Indian priest sex abuse case continues to test Pope Benedict
Today's revelation that a Minnesota priest charged in a 2007 sex abuse case involving a teenage girl still practices in India continues to put a spotlight on the Vatican and Pope Benedict.
This year's "holy week," the most important event in the Roman Catholic liturgical calendar, had some of the church's greatest minds concerned with matters other than religious celebration.Skip to next paragraph
In Pictures Pope Benedict XVI
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Though the masses and processions leading up to Easter Sunday went forward as they have for centuries, they did so amid the emergence of sex abuse cases both old and new. Critics have charged that Pope Benedict XVI, at best, failed to deal with abusive priests. At worst, they say, he presided over a church that systematically shielded abusers from the law.
The newest case erupted today, when an attorney representing a girl who says she was abused by a priest in Minnesota charged that the Vatican declined to investigate the priest, Joseph Palanivel Jeyapaul, after repeated warnings from other church officials in 2005 and 2006. US authorities in 2007 formally charged Rev. Palanivel Jeyapaul with sexually assaulting a teenage girl, but he has continued to work at a Catholic school in southern India.
It's highly unlikely that Pope Benedict will resign his office in response to the abuse scandals – it's been almost 600 years since the last pope stepped down. But his character and personal beliefs will be crucial as he seeks to guide a church that claims 1 billion adherents through what the National Catholic Reporter in the United States calls the church's "largest institutional crisis in centuries, possibly in church history."
Former Cardinal Joseph Ratzinger, elected as pope in 2005, has had an unusually difficult tenure. The German-born pontiff has been criticized as a reactionary and lambasted for "Nazi connections" that, in truth, amount to no more than what was forced on all German youths at the time.
But his public persona has been very different from that of Pope John Paul II, his avuncular predecessor. Pope Benedict has been nicknamed "God's Rottweiler" for his ferocious track record of defending the church's conservative traditions, both in his old job as cardinal in charge of doctrinal discipline and since being elected pope.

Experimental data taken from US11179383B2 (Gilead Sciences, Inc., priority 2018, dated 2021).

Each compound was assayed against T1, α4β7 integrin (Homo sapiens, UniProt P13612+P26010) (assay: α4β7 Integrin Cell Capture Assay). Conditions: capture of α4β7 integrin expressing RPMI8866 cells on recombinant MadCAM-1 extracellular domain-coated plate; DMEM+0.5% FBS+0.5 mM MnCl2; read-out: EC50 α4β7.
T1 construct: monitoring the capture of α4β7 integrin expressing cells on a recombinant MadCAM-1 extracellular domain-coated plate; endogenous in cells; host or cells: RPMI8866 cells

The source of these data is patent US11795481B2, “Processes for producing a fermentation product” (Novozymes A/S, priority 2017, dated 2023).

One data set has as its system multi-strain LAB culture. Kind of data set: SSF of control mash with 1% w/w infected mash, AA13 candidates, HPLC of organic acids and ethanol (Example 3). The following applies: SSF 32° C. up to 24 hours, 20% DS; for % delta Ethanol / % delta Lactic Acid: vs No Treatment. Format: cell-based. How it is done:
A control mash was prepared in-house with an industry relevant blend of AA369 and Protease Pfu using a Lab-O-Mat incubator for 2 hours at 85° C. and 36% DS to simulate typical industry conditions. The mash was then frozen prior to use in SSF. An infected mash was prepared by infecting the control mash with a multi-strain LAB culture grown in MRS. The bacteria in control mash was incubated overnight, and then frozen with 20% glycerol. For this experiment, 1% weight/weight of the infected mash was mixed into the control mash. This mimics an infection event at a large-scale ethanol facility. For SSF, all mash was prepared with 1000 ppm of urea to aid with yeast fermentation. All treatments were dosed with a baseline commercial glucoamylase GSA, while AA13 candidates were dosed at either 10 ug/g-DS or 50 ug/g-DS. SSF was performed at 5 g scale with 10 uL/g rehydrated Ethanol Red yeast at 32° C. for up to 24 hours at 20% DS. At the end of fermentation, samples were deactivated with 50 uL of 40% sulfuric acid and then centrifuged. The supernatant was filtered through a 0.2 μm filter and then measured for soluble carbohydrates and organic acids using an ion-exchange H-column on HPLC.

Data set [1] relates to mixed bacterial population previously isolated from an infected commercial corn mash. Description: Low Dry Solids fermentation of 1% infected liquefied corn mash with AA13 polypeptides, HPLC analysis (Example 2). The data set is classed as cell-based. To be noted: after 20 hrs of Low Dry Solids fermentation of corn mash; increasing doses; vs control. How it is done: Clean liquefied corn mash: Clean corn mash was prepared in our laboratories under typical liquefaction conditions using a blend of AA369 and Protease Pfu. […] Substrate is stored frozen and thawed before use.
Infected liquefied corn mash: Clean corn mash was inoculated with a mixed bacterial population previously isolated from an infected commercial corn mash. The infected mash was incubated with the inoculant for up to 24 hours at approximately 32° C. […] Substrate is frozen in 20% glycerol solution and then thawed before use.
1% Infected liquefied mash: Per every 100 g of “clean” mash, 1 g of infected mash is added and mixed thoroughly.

His defenders say the pope's image is unfair. They say he's taken the problem of sexual abuse by priests seriously. Vincent Twomey, a former student of the pope's who still meets with him annually to debate theology, paints a picture of a gentle, professorial figure with a fierce intellect rather than a fierce temper.
"When he and his brother were ordained, there was a parade through the town and he said to himself: 'Joseph, this is not for you, it's for the office you represent.' When I saw him come out onto the balcony after election as pope and give his shy smile and wave, I knew he was thinking the same thing," says Dr. Twomey, a retired professor of moral theology and a priest.
But the growing child abuse scandal has cast a shadow not only over the church but over the pope.
Three particular cases – in Wisconsin, Germany, and Italy/Spain – have raised questions about whether the pope knew of priests who had sexually abused children but chose not to take action against them or delayed actions against them. In all three cases, church officials say the pope was either unaware of the charges against the men or behaved properly.
'Tip of the iceberg'
Were it not for his steadfast objections to abortion and homosexuality, Ratzinger would be far to the left of any American politician. Catholic social teaching, even at its most conservative, eschews profit-seeking as a goal and promotes an economy aimed at the "common good."